Strange decision by Police

Generally the Police do a great job, but occasionally they fluff stuff.

North Canterbury businessman is fighting charges of kidnapping and assault after tackling two alleged burglars at his Kaiapoi premises.

Clemence Drilling owner Dave Clemence was arrested after the April 8 incident, during which he and several employees tackled two men believed to have stolen diesel from the Smith St site.

Clemence declined to comment yesterday, saying he did not want to “pervert the course of justice”.

However, he told the Northern Outlook newspaper last month he could not understand why he had been charged.

He said he took the men to the Kaiapoi police station on April 8 and did not know how the pair had been injured.

“It’s unbelievable. Kidnapping? We dropped them off to the police,” Clemence said.

He said he would plead not guilty to the charges when he appeared in the Rangiora District Court on Wednesday next week.

Clemence said several of his workers tackled the men and held them down while he dialled 111. One of the pair broke free, but was chased down.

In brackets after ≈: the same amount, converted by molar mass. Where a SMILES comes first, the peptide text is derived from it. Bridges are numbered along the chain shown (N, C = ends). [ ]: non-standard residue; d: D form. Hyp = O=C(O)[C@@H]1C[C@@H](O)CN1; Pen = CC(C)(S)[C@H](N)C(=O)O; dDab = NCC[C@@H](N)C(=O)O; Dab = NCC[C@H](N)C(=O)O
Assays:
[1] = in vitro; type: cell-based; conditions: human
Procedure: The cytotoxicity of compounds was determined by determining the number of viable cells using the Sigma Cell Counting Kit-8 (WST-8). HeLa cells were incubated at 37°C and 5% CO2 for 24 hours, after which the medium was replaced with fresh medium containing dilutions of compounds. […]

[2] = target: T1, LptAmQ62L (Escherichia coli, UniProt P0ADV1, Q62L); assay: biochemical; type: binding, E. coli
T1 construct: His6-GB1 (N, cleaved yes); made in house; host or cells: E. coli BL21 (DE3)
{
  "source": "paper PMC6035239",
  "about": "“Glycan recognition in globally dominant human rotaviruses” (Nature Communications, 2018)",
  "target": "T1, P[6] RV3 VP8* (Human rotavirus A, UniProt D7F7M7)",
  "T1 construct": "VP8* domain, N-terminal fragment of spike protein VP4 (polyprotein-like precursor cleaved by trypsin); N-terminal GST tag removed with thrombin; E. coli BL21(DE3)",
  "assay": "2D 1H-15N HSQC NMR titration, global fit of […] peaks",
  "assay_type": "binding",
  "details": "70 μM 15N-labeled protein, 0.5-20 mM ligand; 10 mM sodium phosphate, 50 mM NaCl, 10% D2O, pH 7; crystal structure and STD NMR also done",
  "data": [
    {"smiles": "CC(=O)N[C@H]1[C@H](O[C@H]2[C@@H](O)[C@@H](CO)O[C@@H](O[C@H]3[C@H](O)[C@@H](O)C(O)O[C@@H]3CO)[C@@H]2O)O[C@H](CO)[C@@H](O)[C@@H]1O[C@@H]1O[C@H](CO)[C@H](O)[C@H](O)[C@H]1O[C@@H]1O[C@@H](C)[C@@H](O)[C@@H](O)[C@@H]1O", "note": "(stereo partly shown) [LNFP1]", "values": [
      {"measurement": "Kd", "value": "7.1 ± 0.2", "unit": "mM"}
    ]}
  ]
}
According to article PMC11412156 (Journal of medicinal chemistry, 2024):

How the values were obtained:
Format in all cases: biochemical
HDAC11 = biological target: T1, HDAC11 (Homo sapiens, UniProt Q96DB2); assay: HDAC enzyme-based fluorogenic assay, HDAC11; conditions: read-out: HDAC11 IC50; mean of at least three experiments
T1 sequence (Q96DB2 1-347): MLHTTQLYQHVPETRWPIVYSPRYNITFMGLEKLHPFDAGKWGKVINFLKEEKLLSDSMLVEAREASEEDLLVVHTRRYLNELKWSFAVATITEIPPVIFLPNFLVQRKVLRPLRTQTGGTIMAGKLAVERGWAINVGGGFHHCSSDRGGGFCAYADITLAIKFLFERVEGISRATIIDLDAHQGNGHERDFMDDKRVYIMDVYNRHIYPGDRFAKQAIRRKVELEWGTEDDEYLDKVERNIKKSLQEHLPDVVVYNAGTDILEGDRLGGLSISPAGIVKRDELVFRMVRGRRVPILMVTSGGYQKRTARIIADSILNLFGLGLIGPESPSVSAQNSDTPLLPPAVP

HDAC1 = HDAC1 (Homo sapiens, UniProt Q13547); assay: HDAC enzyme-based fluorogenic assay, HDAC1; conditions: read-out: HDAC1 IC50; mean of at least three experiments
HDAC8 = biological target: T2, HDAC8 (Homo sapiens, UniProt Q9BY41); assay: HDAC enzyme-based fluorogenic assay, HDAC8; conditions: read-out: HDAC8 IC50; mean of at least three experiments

Two weeks later police asked him to make a statement, he said.

His company premises had been burgled six times in recent months, and his ute had been stolen on March 16, Clemence said.

Detective Sergeant Rex Barnett said the two men told police they had been kidnapped and assaulted by Clemence, the paper reported.

Police considered the injuries to be serious and “consistent with the claims of assault”, he said.

The men required treatment at hospital.

It’s ridiculous. Some thieving scum tell the Police that they were kidnapped when they were actually dropped off at the Police station and now the Police charge the guys that caught the thieving scum.

Sometimes the Police should just take down the details and then lose them…like you know what they do for Daljit Singh and Darren Hughes and all the other Labour politicians they have investigated and done nothing over.

This is just such a case. the bad guys got caught, they got a slap and then they were delivered to the coppers. That should have been the end of it. I’ll bet you that when the Police saw that the bad guys had a few black eyes that the Police went into CYB mode and took them to the hospital so they weren’t accused of letting them fall up some stairs. That then started a trail of events that has now meant they are prosecuting some guys for catching burglars, which kind of what the Police’s job is.

As I said, generally the Police do a fine job, but sometimes they fluff one.



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  • peterwn

    I suspect Crown Law will drop this like a hot potato when it reviews the file. See: